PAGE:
“We hope that the upcoming visit by our trade delegation will enhance the exchange of business information and attract investment in everything from agricultural goods to hi-tech products, and also create an environment that helps to open the Ukrainian market to Kuwaiti investors and business people. Last year also we had a delegation from a specific region of Ukraine that provided details on the potential of agricultural investments in our country. Currently more than ten projects have been proposed for investments and we are awaiting response from the Kuwaiti side.”
“A specific project that has garnered a lot of interest from investors is the building a large international medical facility in Crimea based on the globally renowned Intensive Neurophysiological Rehabilitation System (INRS) developed by Professor Vladimir Koziavkin at his International Clinic of Rehabilitation. INRS has been found to be very effective in the treatment of various forms of cerebral palsy, as well as in neurological, orthopedic and somatic diseases. Using modern diagnostic technologies and therapeutic protocols, the center is improving the life quality of patients, their mobility and social adaptation.”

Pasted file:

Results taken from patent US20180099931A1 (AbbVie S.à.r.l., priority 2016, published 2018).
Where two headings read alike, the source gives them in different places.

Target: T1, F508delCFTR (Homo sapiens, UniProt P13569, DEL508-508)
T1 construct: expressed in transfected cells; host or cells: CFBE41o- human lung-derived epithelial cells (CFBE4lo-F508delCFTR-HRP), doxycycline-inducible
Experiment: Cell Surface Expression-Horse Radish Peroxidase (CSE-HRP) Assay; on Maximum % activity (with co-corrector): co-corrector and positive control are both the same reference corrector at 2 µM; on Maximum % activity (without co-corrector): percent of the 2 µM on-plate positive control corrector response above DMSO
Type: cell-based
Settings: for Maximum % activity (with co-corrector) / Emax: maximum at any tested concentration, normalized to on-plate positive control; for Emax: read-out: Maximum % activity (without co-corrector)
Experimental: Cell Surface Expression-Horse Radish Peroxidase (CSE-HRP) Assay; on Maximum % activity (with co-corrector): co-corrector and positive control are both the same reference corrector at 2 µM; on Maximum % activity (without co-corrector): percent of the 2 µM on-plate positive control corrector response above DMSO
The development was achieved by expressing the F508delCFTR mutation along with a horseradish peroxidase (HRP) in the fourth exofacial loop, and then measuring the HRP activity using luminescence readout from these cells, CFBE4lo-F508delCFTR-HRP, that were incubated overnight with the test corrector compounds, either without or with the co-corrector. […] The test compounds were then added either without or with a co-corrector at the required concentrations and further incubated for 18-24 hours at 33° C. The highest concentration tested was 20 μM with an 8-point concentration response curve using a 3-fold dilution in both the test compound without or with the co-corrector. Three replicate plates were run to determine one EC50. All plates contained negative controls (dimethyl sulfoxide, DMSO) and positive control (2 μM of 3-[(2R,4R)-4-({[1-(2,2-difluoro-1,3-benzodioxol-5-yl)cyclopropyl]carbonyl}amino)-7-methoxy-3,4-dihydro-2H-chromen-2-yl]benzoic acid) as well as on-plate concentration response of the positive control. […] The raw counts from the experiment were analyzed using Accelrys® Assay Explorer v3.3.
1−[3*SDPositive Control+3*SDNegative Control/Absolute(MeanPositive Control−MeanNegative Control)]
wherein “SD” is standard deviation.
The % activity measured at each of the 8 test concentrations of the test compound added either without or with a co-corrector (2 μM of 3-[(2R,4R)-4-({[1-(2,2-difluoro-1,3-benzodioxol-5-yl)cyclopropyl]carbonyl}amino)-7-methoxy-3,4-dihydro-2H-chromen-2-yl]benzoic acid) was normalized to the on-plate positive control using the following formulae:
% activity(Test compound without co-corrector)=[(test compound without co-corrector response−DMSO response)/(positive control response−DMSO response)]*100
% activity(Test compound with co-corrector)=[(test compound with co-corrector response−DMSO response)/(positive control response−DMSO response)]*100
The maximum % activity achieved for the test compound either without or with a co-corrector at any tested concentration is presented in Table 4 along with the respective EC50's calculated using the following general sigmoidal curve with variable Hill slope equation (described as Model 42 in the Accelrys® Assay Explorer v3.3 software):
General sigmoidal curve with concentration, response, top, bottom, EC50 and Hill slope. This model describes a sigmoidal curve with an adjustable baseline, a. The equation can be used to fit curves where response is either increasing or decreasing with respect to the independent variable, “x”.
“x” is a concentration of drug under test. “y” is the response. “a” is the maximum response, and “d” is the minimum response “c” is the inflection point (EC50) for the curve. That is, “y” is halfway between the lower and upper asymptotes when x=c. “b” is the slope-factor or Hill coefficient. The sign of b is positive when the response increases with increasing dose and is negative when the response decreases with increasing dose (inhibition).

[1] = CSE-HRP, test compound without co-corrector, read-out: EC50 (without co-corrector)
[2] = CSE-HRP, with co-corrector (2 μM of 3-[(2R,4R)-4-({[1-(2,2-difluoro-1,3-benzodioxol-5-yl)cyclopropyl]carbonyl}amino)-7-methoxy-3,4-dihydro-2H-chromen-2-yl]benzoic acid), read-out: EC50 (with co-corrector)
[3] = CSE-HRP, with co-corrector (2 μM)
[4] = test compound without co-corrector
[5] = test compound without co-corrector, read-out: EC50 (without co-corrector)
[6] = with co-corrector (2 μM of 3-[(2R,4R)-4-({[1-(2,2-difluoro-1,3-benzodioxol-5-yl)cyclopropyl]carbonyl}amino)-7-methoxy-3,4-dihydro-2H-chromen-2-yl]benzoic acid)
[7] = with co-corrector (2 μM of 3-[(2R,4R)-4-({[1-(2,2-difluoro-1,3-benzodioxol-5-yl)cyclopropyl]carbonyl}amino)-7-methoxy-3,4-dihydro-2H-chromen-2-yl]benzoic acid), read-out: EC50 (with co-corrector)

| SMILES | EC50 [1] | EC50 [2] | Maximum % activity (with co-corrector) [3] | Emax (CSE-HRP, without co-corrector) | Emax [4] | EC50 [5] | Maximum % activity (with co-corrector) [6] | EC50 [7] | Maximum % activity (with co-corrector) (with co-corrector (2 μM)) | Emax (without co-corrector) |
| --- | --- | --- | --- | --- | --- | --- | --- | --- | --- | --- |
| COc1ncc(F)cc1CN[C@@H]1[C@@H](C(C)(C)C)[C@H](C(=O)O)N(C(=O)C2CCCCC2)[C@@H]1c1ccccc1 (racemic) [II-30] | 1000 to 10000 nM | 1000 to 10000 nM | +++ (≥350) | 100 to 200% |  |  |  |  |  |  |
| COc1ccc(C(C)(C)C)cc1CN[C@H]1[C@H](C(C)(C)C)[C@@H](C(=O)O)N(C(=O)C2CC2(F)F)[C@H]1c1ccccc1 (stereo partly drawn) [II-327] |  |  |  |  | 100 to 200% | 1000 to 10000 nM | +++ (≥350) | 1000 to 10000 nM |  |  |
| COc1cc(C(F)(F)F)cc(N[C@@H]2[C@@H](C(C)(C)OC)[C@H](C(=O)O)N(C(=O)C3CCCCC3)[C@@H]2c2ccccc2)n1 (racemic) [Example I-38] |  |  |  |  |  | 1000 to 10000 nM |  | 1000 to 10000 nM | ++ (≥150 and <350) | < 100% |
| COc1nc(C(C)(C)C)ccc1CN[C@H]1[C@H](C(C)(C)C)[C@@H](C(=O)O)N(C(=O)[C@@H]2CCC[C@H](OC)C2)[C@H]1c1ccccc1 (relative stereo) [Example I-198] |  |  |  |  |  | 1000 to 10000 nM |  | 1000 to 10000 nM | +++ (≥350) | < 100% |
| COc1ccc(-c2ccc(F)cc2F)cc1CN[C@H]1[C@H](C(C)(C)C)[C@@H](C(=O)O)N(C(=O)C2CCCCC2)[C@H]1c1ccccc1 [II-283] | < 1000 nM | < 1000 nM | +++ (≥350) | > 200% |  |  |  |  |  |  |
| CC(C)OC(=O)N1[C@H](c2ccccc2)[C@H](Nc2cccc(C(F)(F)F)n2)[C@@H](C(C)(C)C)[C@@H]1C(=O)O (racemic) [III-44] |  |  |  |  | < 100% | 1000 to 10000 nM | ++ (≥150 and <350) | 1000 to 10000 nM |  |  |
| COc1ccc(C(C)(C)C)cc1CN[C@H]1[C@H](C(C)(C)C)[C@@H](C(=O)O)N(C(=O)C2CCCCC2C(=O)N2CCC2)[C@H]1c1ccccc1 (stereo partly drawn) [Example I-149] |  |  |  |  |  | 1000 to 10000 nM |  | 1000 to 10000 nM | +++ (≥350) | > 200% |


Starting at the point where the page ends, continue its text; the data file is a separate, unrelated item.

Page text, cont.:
On the governmental level, Ukraine and Kuwait will soon hold a joint commission for trade and technical cooperation that we hope will further advance bilateral relations and incentivize individuals and businesses in Kuwait to invest in Ukrainian private sector, said the envoy. He elaborated, “Last year we created a new system for investments in Ukraine with strong legislations that are considered by experts to be among the best in east and central Europe. We have also created a national agency for investments and projects in Ukraine. This agency is engaged in improving legislative and legal frameworks and introducing necessary technical standards to attract international direct investments in our country. There is a proposal, still in its initial stages, which envisages granting special visas to business people investing over US$ 50,000 in specific sectors of the industry.”